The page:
Further research could complement this study in many ways. First, the pretest is basically exploratory. New studies could use larger samples to test the concept of product transcendence with greater validity. Second, the fact that a large percentage of people in the sample were in their thirties and that most were college graduates may have created a bias in the results. A more diverse sample would contribute to reduce that bias. In addition, the concept of generativity may vary according to cultural context, and therefore the results may have been affected by where we collected the data. Cross-cultural studies would contribute to a better understanding of this context effect. Alternative scales of generativity, like the recently developed by Lacroix [52] and Lacroix and Jolibert [53], could be used for these studies to check the robustness of the construct.


This research was supported by the grant ECO2012-35766 from the Spanish Ministry of Economics and Competitiveness and by the Fundación Séneca-Agencia de Ciencia y Tecnología de la Región de Murcia (Spain), under the II PCTRM 2007–2010. Authors also thank the support provided by Fundación Cajamurcia and Cátedra RSC of University of Murcia.

Author Contributions

Salvador Ruiz and Longinos Marin conceived and drafted the paper; Miguel Giménez García-Conde analyzed the data and reviewed related studies. All authors wrote, reviewed and commented on the manuscript.

Conflicts of Interest

The authors declare no conflict of interest.


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Figure 1. Framework and studies.
Figure 1. Framework and studies.
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Figure 2. Purchase intention: Generativity and CSR.
Figure 2. Purchase intention: Generativity and CSR.
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Figure 3. Purchase intention when the company undertakes CSR activities: Product transcendence and CSR attributions.
Figure 3. Purchase intention when the company undertakes CSR activities: Product transcendence and CSR attributions.
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Table 1. Constructs and measures.
Table 1. Constructs and measures.
λ *tMeans.d.ρAVE
Purchase intention 0.890.62
My willingness to buy this trip is high0.7819.653.611.51
I would buy this trip 0.8522.443.491.58
If I were to buy a trip like this, I would choose this product0.7518.413.611.58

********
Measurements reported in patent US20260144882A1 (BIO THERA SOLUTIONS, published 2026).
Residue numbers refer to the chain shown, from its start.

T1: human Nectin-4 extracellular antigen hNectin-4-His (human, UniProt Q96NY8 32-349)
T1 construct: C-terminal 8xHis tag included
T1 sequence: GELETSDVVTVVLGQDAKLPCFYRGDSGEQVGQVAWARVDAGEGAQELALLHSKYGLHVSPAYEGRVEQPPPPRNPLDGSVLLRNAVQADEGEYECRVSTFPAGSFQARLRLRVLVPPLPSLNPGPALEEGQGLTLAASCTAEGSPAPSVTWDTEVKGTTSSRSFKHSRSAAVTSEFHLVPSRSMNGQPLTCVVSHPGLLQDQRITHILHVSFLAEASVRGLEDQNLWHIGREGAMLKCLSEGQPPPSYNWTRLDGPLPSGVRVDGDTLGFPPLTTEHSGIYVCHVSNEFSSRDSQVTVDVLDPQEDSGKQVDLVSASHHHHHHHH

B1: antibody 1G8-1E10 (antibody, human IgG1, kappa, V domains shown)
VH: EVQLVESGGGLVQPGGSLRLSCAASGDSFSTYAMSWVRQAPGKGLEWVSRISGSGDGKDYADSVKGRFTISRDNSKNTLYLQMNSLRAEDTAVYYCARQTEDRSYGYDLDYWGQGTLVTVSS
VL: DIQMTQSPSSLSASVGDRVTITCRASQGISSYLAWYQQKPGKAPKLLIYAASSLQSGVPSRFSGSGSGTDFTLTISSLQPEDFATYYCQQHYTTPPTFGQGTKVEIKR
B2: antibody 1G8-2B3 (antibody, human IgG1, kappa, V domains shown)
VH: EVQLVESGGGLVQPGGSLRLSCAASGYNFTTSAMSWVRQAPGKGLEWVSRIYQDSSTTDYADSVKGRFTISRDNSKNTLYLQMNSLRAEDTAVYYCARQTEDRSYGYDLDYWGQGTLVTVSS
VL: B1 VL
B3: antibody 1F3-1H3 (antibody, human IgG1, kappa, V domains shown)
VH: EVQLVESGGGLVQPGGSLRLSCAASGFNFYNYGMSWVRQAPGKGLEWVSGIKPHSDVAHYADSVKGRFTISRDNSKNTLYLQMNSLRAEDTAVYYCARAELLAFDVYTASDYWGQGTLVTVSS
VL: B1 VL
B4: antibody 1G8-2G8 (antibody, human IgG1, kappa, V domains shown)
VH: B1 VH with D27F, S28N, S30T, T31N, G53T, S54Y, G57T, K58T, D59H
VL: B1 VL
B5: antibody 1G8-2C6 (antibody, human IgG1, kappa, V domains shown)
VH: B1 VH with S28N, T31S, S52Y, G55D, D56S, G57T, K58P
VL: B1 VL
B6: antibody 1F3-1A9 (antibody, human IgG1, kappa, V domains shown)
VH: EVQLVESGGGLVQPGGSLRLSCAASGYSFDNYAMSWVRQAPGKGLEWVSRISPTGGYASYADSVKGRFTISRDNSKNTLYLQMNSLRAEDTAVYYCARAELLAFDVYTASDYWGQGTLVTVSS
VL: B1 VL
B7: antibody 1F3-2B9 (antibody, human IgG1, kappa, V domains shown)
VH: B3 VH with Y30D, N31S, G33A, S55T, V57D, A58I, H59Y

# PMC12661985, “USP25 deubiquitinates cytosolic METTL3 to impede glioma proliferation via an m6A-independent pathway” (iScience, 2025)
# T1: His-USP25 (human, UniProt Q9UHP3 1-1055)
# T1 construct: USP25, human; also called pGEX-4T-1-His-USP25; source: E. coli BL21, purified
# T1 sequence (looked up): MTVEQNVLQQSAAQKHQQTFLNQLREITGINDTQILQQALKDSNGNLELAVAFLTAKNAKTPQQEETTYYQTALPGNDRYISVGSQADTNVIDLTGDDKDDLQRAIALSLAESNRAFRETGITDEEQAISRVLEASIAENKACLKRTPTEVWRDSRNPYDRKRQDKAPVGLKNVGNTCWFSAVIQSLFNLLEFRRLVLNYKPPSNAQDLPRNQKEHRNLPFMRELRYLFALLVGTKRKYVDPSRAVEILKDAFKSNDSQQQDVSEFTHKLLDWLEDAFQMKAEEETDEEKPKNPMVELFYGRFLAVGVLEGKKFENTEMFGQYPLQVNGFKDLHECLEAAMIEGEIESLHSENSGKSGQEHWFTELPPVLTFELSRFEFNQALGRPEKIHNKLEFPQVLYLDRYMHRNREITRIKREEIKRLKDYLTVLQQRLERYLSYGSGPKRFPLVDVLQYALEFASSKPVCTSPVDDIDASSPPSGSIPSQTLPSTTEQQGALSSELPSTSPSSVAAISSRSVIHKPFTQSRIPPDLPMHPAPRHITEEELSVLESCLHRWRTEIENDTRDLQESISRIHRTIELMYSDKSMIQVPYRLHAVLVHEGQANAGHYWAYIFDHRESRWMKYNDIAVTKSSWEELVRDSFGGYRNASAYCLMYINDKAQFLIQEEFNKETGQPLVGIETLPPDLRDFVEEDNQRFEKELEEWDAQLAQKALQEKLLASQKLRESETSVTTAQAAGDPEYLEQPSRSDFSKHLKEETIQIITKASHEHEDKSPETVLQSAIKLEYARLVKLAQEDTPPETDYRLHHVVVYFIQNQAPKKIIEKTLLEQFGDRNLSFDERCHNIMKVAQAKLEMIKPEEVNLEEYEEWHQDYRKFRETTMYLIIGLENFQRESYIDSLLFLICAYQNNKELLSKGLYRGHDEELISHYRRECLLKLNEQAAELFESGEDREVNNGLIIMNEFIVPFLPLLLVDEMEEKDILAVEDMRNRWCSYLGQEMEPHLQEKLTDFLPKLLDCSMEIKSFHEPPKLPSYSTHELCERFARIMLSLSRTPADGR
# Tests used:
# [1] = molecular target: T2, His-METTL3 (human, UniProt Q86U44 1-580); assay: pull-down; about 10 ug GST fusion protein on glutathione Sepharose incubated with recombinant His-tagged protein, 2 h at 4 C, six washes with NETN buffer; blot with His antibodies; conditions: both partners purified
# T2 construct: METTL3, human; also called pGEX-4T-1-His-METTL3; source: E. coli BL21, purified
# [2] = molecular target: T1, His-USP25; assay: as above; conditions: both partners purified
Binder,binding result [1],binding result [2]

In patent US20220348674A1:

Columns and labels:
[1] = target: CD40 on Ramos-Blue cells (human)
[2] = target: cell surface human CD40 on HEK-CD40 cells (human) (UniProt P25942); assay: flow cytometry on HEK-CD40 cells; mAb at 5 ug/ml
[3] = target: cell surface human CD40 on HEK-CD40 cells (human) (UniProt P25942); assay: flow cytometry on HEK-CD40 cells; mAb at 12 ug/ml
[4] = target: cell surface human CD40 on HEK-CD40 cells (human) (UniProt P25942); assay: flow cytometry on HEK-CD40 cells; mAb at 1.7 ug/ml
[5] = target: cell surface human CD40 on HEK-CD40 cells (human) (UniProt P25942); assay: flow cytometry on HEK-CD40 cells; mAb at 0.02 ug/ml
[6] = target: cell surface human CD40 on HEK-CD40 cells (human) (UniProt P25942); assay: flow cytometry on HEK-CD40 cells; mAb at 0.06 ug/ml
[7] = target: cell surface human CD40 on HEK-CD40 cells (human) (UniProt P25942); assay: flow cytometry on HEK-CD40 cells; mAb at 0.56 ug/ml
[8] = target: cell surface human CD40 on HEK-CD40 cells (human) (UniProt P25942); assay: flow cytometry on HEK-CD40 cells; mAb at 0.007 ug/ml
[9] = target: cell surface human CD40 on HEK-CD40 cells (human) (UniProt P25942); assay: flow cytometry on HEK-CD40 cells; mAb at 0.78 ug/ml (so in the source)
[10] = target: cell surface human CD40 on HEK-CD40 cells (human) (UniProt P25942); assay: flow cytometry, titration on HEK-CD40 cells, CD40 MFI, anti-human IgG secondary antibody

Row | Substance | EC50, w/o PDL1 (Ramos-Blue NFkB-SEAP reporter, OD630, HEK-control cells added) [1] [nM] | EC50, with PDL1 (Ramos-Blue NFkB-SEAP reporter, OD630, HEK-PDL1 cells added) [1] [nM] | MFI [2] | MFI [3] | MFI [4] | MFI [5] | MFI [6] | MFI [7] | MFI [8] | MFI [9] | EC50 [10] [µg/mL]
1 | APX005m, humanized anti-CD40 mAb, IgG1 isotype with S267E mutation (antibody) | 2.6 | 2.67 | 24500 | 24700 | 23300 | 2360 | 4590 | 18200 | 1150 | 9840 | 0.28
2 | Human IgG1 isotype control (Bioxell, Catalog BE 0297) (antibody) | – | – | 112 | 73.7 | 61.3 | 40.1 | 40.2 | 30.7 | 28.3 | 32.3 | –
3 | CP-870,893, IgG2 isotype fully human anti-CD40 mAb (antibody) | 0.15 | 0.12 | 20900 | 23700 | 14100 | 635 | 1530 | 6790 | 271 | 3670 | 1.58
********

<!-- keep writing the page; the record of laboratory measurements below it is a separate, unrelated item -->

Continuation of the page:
I would buy this product0.8120.823.181.54
If a friend was seeking this type of product, I would recommend buying this product to him/her.0.7719.323.781.57
Attitude toward the product 0.910.65
I think this is a good product0.8623.074.371.47
I think this is a high quality product0.8321.954.101.45
I think this product is better quality than other similar products0.6515.623.841.38
I think this is an attractive product0.8723.634.331.60
I think this is a nice product0.7619.094.211.56
This product gives me a nice feeling0.8723.444.551.62
Transcendence 0.880.71
I believe this is a transcendent product0.8522.093.741.75
I think this product goes beyond material experience0.8823.364.111.86
I sense that this product can go beyond my own personal existence0.8020.333.401.82
CSR 0.890.68
This company is committed to the environment.0.7719.273.831.54
This company is concerned about a better present with policies favorable to workers.0.7518.673.811.46
This company is socially responsible in the long-term0.8924.263.971.35
This company is responsible with society0.8924.203.971.38
Attributions 0.860.67
The company is really committed to CSR 0.8521.133.721.20
Their owners believe in this cause and values.0.6715.554.771.17
The company will get more customers by making this offer.0.7619.095.071.31
The company doesn´t feel society in general expects it.0.8723.443.771.10
They don’t take advantage of the cause to help their own business.0.6414.434.471.26
CSR Support 0.890.73
I agree with those companies that develop active policies on environmental issues0.8622.564.991.70
I support companies that promote the integration of minorities 0.8723.025.431.59
I like companies that make donations to social causes0.8321.465.361.62
Generativity 0.830.51
I have made things that have had an impact on others0.6214.154.061.58